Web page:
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(CNN) – Welcome to CNN Radio News Day. Here are some of the stories we're covering in today's show:
- Syria's complicated and bloody civil war has now become more complicated. That's because of Hezbollah's recent alignment with the forces of Syrian President Bashar al-Assad. Hezbollah has been dubbed a terrorist group by the United States and other western countries. In an interview, al-Assad switched gears :
"Arabs have forgotten the real enemy is Israel, and engage themselves in fighting amongst themselves. We remind Arab nations through their achievements and victories, that our enemy remains in the same place."
- Today Queen Elizabeth visited the military barracks that housed soldier Lee Rigby in London. He was the British soldier killed by attackers only a few hundred yards away on May 22. A plea came from Rigby's parents to urge people seeking revenge to remain calm – a plea made in response to a rash of anti-Muslim incidents. A call for calm also from British actor and comedian Russell Brand, who wrote a moving article in the U.K.'s Sun newspaper. Brand is a guest this week on CNN Radio's opinion podcast The Big Three:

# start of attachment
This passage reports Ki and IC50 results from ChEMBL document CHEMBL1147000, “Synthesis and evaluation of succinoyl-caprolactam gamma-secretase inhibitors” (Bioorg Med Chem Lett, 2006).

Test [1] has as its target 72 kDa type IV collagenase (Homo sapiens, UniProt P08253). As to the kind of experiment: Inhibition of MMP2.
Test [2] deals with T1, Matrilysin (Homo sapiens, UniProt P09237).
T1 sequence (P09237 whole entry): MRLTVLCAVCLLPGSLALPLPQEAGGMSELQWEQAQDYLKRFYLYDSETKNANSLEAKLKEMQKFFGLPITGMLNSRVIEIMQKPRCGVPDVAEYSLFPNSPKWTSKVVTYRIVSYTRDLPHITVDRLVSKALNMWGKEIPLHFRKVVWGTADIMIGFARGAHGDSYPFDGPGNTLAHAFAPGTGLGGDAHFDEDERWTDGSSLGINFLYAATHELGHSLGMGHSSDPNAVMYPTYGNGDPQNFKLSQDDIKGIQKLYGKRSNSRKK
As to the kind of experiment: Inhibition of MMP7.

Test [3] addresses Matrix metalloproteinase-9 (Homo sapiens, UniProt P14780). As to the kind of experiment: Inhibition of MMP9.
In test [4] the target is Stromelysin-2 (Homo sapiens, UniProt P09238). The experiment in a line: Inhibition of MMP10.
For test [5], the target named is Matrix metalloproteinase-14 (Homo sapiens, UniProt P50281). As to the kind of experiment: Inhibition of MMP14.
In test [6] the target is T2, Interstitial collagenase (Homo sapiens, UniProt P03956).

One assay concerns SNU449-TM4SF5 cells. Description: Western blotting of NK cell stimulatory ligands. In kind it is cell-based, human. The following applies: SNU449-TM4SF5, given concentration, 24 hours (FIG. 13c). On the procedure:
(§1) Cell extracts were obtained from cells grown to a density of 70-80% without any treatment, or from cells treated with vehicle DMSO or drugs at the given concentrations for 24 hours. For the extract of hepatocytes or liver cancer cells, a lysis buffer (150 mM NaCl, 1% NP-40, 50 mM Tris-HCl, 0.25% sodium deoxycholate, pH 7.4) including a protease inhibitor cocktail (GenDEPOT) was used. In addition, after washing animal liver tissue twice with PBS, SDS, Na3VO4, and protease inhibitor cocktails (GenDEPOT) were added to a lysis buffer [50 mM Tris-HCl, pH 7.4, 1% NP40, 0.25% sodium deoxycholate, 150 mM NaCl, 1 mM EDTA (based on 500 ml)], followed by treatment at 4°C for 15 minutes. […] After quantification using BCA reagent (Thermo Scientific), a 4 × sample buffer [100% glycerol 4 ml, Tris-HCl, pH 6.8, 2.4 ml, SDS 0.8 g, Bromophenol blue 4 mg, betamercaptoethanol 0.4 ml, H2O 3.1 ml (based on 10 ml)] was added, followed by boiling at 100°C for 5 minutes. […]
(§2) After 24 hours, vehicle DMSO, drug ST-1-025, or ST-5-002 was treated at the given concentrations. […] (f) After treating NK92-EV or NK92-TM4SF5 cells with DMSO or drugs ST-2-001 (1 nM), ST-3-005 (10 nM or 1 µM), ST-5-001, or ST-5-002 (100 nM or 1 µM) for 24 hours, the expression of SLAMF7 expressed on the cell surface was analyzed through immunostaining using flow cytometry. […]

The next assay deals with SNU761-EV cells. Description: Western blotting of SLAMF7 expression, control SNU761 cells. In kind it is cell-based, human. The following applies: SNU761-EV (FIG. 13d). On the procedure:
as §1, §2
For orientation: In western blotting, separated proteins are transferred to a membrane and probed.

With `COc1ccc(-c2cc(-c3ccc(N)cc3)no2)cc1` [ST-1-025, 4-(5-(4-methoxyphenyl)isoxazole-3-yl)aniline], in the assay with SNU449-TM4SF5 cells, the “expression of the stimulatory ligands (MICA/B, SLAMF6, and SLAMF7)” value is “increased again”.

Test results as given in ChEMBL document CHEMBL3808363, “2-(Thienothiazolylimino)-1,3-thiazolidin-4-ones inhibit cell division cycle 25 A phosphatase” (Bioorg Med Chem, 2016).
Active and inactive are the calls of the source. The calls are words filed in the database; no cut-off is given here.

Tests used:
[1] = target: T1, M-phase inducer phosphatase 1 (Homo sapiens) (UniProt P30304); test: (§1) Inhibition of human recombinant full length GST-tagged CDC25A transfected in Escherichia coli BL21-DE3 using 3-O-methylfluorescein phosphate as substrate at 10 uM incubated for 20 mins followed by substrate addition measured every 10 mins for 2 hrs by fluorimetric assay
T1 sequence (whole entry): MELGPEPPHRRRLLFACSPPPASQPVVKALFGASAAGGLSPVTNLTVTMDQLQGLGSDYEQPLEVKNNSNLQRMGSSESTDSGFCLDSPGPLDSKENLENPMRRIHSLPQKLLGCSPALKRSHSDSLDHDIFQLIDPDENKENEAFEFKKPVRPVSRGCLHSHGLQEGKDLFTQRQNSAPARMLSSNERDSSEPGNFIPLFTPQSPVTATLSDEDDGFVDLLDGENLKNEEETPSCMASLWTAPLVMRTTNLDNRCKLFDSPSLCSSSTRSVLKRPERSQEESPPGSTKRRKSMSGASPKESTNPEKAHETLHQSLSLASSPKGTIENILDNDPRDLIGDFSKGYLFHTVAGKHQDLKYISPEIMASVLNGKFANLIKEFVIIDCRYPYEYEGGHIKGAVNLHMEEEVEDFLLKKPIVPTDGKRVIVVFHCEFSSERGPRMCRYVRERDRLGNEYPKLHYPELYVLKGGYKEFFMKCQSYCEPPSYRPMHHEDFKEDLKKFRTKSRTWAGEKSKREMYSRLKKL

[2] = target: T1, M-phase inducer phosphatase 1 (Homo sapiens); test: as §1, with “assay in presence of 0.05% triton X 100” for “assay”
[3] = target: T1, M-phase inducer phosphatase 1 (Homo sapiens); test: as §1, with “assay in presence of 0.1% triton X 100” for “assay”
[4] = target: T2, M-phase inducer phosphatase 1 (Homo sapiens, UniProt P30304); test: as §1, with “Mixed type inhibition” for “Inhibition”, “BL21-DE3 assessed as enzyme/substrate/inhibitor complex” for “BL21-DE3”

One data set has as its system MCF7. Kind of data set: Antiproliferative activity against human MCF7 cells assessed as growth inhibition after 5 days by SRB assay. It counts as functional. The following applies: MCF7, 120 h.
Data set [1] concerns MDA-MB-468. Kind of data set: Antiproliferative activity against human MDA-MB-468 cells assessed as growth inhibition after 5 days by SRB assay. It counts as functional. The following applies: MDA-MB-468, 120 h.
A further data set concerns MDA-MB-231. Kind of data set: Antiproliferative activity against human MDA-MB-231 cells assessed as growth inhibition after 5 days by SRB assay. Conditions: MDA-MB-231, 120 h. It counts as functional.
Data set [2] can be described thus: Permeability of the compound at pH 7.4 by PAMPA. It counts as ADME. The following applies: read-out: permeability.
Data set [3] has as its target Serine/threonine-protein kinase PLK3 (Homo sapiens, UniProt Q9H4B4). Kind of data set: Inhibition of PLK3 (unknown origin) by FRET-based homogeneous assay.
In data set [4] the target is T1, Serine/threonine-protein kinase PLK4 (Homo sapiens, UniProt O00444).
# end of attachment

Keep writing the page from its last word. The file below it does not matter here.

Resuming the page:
“When people are selecting where to designate the blame, often a pre-existing template is deployed."
- Times are tough and nobody knows that more than the city of Detroit. And like anyone, when you are strapped for cash, sometimes you have a old-fashioned yard sale to get rid of what you don't need anymore. Detroit is roughly $16 billion in the hole, and its appointed emergency manager Kevin Orr might be looking to sell the city's renown art collection. He recently asked the Detroit Institute of Art for an inventory to see what it's worth. Detroit actually owns the art, unlike most city's where a non-profit owns the collection. Law professor Laura Bartell says the city is desperate and all options should be on the table:
“He has got to look at what assets Detroit has, what they are worth, and whether they should be sold.”
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